This early-20th-century style supplanted Victorian-era excess with clean lines and no-fuss shapes. Crown could be painted or, if milled from quality wood, such as oak, stained to highlight its beauty.
Inset: 4½-inch-high Craftsman Cove in poplar, about $4.25 per linear foot; Brent Hull Companies
When you can't find a matching profile at a lumberyard or home center, the easiest way to get a copy of your existing crown is to send a cutoff to a wood millwork shop or a maker of foam or plaster moldings, such as Fypon or Hyde Park. But if a scrap isn't handy and your crown doesn't have details like dentils and leaves, make a template using a profile gauge (left). Press the comb-like device against the crown, then trace the shape onto cardboard, noting which edge is the crown's face.
Shown: Stainless-steel tracing profile gauge, about $23.50; Lee Valley Tools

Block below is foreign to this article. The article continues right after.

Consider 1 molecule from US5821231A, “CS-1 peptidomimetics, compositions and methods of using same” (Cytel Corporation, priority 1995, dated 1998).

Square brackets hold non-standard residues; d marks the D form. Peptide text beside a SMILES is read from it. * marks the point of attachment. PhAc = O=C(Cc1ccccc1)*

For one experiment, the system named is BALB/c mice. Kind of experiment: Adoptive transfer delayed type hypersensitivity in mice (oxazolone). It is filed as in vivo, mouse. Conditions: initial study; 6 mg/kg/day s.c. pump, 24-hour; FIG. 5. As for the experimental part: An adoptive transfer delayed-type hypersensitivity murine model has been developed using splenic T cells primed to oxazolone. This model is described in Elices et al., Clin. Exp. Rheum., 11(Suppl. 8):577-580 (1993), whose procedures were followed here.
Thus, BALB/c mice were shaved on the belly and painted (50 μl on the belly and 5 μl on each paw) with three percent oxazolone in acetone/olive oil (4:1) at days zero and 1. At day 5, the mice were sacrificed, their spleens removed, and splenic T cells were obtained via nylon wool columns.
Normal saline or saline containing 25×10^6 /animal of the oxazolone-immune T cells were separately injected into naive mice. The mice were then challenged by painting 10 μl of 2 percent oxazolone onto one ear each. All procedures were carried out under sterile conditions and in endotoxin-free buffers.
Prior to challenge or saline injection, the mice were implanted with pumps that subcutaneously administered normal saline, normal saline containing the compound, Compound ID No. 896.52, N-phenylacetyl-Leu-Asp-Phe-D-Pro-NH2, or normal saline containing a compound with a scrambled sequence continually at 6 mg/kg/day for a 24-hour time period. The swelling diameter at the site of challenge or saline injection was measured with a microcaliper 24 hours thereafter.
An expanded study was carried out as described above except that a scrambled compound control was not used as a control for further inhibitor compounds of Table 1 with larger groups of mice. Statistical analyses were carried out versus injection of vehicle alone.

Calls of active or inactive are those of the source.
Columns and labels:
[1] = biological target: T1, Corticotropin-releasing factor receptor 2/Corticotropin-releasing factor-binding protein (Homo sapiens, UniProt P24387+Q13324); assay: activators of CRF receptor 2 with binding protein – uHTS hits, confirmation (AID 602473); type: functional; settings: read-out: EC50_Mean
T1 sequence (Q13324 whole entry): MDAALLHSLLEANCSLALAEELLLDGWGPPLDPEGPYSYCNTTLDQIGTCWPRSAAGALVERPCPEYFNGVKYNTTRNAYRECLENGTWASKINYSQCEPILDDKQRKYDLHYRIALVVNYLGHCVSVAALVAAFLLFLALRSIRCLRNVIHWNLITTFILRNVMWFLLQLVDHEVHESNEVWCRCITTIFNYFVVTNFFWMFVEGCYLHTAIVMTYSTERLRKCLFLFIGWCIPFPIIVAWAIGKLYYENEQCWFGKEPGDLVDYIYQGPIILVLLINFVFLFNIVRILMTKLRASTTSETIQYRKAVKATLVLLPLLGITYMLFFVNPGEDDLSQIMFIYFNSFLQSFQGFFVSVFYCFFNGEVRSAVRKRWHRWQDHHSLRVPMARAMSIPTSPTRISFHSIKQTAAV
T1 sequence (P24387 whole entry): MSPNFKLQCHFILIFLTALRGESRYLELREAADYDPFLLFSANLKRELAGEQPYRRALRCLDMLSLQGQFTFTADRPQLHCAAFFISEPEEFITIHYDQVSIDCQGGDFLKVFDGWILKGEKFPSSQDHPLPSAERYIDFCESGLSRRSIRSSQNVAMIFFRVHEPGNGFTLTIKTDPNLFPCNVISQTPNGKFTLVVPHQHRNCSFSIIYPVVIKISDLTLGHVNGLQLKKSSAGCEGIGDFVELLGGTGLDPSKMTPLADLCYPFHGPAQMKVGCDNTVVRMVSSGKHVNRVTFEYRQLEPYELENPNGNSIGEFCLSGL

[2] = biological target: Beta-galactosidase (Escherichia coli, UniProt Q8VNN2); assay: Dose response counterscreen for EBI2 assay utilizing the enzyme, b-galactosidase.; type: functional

Crown molding is usually installed so that it appears to run seamlessly around a room. It's easier to do that with foam and plaster trim because their joints are filled; they don't need to be perfect. With wood crown, filling isn't an option—cuts have to be precise so that joints are virtually invisible. That's a challenge in the real world, where corners are never exactly 90 degrees and wood fibers are constantly swelling and shrinking. Here are two ways to keep joints tight.
Coping: This technique, used only with wood crown on inside corners, involves cutting along the profile of one strip so that it fits over the face of the adjoining one. It takes skill and time to make this cut, but it's much better than an inside miter at hiding a joint, and it's forgiving of out-of-square corners. Go here to learn how to cut copes.